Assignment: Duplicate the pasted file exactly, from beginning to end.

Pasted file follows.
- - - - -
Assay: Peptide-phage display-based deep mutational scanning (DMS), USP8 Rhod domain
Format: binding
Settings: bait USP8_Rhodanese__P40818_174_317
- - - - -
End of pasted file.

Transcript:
Assay: Peptide-phage display-based deep mutational scanning (DMS), USP8 Rhod domain
Format: binding
Settings: bait USP8_Rhodanese__P40818_174_317